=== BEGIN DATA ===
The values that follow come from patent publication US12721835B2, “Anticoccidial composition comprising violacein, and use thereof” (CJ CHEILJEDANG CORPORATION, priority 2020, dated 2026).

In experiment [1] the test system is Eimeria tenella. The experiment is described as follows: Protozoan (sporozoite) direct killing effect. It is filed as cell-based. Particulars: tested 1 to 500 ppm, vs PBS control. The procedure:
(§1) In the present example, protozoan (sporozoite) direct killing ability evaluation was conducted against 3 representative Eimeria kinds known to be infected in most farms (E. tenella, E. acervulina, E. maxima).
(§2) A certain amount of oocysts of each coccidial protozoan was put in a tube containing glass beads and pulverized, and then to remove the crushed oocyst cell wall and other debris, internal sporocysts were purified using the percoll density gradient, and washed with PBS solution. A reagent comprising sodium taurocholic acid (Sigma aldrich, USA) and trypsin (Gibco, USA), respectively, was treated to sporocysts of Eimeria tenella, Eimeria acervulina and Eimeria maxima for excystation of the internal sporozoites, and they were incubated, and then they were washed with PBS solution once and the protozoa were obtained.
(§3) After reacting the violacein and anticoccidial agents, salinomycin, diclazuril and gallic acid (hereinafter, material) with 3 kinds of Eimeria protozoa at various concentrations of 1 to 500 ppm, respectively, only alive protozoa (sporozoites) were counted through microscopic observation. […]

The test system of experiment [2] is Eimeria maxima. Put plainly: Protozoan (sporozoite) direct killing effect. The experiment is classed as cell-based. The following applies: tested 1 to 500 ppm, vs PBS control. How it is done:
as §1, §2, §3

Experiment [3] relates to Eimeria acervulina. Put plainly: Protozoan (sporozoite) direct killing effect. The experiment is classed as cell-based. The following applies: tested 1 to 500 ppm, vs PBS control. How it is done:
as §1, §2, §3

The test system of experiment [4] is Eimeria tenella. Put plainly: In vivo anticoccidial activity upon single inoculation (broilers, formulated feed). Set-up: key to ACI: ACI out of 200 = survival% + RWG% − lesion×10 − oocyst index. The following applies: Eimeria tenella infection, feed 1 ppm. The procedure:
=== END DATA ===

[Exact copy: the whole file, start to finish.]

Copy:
The values that follow come from patent publication US12721835B2, “Anticoccidial composition comprising violacein, and use thereof” (CJ CHEILJEDANG CORPORATION, priority 2020, dated 2026).

In experiment [1] the test system is Eimeria tenella. The experiment is described as follows: Protozoan (sporozoite) direct killing effect. It is filed as cell-based. Particulars: tested 1 to 500 ppm, vs PBS control. The procedure:
(§1) In the present example, protozoan (sporozoite) direct killing ability evaluation was conducted against 3 representative Eimeria kinds known to be infected in most farms (E. tenella, E. acervulina, E. maxima).
(§2) A certain amount of oocysts of each coccidial protozoan was put in a tube containing glass beads and pulverized, and then to remove the crushed oocyst cell wall and other debris, internal sporocysts were purified using the percoll density gradient, and washed with PBS solution. A reagent comprising sodium taurocholic acid (Sigma aldrich, USA) and trypsin (Gibco, USA), respectively, was treated to sporocysts of Eimeria tenella, Eimeria acervulina and Eimeria maxima for excystation of the internal sporozoites, and they were incubated, and then they were washed with PBS solution once and the protozoa were obtained.
(§3) After reacting the violacein and anticoccidial agents, salinomycin, diclazuril and gallic acid (hereinafter, material) with 3 kinds of Eimeria protozoa at various concentrations of 1 to 500 ppm, respectively, only alive protozoa (sporozoites) were counted through microscopic observation. […]

The test system of experiment [2] is Eimeria maxima. Put plainly: Protozoan (sporozoite) direct killing effect. The experiment is classed as cell-based. The following applies: tested 1 to 500 ppm, vs PBS control. How it is done:
as §1, §2, §3

Experiment [3] relates to Eimeria acervulina. Put plainly: Protozoan (sporozoite) direct killing effect. The experiment is classed as cell-based. The following applies: tested 1 to 500 ppm, vs PBS control. How it is done:
as §1, §2, §3

The test system of experiment [4] is Eimeria tenella. Put plainly: In vivo anticoccidial activity upon single inoculation (broilers, formulated feed). Set-up: key to ACI: ACI out of 200 = survival% + RWG% − lesion×10 − oocyst index. The following applies: Eimeria tenella infection, feed 1 ppm. The procedure: